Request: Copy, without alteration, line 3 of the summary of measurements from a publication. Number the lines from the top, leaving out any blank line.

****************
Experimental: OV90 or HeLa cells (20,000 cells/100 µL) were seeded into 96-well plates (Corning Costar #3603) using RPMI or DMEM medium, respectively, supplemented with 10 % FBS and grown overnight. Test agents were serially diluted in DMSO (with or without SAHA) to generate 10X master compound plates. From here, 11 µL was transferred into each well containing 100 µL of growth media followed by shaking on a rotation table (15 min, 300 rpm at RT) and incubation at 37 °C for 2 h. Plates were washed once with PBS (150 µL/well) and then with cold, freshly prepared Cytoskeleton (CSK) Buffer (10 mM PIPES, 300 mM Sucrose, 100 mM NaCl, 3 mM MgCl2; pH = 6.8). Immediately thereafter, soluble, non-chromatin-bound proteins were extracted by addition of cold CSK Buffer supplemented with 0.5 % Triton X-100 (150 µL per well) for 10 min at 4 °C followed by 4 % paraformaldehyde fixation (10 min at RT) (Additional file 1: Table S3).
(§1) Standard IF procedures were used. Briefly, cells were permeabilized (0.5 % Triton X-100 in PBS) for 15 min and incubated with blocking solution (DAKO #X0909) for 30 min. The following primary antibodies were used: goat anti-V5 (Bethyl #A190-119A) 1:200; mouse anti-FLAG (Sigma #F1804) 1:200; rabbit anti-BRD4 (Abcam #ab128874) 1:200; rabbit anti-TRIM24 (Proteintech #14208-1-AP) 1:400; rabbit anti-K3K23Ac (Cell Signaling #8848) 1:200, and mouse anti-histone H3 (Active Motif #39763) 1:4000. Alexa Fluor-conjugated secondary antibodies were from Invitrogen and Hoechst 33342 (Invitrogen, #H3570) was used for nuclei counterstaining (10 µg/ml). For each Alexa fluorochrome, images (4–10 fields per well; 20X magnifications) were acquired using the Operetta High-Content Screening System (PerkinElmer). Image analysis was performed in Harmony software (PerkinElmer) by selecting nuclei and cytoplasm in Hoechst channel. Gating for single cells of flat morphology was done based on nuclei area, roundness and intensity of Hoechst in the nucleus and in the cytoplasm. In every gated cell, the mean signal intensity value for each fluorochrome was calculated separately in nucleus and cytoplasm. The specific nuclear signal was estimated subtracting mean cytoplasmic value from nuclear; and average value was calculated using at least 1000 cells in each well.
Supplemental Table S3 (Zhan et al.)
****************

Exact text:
Supplemental Table S3 (Zhan et al.)